What Do You Want In an Internal Sales Trainer?
Approximately 10 years ago, I accepted a corporate role and approval to bring on 22 new sales trainers and coaches. These trainers and coaches would be hired at local properties across the country with a “dotted line” reporting to me. In my mind, filling these jobs was a simple premise – just promote high performing sales reps or managers into these new roles as an internal sales trainer.
As it turns out, there was nothing simple about this. The perceptions I was up against included:
- Moving from sales or sales management into a training role was not viewed as a promotion.
- Trainers should make far less money than people who sold and no variable pay was possible.
- This was a good way to move a sub-par seller into a different role to avoid firing them.
- To be a trainer, the main qualification was a sparkling personality and a focus on fun.
- No training experience was needed so long as the trainer knew all about the product.
- No selling experience was needed so long as the trainer knew how to conduct training.
- No industry experience was needed so long as you brought in an experienced sales trainer.
- Coaches are “spies” in the field so we need people who will help us get rid of underperformers.
- Having a trainer or coach would alleviate sales managers of most people responsibilities.
- Trainers could also take on recruiting, special initiatives, reporting and administrative tasks.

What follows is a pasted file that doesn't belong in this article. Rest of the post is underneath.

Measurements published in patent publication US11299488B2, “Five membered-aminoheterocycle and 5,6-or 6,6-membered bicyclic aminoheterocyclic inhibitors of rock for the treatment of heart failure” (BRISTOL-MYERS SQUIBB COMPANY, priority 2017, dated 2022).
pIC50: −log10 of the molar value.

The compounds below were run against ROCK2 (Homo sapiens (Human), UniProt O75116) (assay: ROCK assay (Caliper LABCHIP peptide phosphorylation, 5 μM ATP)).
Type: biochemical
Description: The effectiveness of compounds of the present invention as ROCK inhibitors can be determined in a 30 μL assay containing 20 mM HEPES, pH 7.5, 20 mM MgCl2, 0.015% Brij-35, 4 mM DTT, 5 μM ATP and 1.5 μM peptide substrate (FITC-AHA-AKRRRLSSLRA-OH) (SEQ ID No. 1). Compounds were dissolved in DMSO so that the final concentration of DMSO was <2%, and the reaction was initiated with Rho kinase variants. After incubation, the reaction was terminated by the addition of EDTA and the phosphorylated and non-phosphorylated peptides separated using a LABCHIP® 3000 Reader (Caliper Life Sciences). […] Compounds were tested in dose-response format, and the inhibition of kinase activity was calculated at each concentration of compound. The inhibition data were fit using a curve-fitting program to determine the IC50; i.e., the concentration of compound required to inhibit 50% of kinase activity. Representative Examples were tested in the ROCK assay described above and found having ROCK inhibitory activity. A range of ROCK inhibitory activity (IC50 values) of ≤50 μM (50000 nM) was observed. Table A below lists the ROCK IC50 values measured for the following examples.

In most of the markets, we sorted through these misperceptions and hired good sales trainers and coaches who (mostly) were able to focus on the work of training and coaching. In some cases, the local markets learned by trial and error. Making the case for dedicated sales trainers who had experience in sales, training and the industry was tough. In most places, I pushed for selection of people with selling and industry experience and the right traits to pick training up quickly. We ended up with a fantastic team of people that I was truly blessed and honored to work with.
Since then, I have worked as an independent consultant in 20 more companies that were bringing on sales trainers. Their misperceptions have been similar and were sometimes magnified in a climate of budget cuts, a weak economy, and increased competition.
The Most Prevalent Misperception About Hiring an Internal Sales Trainer
Out of all these misperceptions, the most prevalent is this one – if you put someone with sales experience into the role, they will magically be able to train others (even with no training in how to be a trainer). Note that this does not say someone with a stellar track record in sales, because most sales managers resist the idea of taking their best off the street. Unfortunately, the majority of people initially proposed are those with lackluster sales performance but a long history with the company. This is the last stop before retirement.